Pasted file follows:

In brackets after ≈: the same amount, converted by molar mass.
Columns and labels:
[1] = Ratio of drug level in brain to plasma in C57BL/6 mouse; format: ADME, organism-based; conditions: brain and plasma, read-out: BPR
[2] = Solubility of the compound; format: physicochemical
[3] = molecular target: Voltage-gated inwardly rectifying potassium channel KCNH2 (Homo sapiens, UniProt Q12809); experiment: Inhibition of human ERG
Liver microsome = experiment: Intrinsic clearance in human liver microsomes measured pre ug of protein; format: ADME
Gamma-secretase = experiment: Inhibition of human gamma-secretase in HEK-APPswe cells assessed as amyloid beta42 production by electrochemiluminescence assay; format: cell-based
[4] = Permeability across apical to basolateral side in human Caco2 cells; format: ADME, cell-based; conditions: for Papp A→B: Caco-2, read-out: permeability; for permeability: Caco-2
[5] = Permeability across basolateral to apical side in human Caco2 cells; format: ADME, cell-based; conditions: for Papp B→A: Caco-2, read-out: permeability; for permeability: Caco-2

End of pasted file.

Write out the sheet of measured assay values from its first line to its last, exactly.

In brackets after ≈: the same amount, converted by molar mass.
Columns and labels:
[1] = Ratio of drug level in brain to plasma in C57BL/6 mouse; format: ADME, organism-based; conditions: brain and plasma, read-out: BPR
[2] = Solubility of the compound; format: physicochemical
[3] = molecular target: Voltage-gated inwardly rectifying potassium channel KCNH2 (Homo sapiens, UniProt Q12809); experiment: Inhibition of human ERG
Liver microsome = experiment: Intrinsic clearance in human liver microsomes measured pre ug of protein; format: ADME
Gamma-secretase = experiment: Inhibition of human gamma-secretase in HEK-APPswe cells assessed as amyloid beta42 production by electrochemiluminescence assay; format: cell-based
[4] = Permeability across apical to basolateral side in human Caco2 cells; format: ADME, cell-based; conditions: for Papp A→B: Caco-2, read-out: permeability; for permeability: Caco-2
[5] = Permeability across basolateral to apical side in human Caco2 cells; format: ADME, cell-based; conditions: for Papp B→A: Caco-2, read-out: permeability; for permeability: Caco-2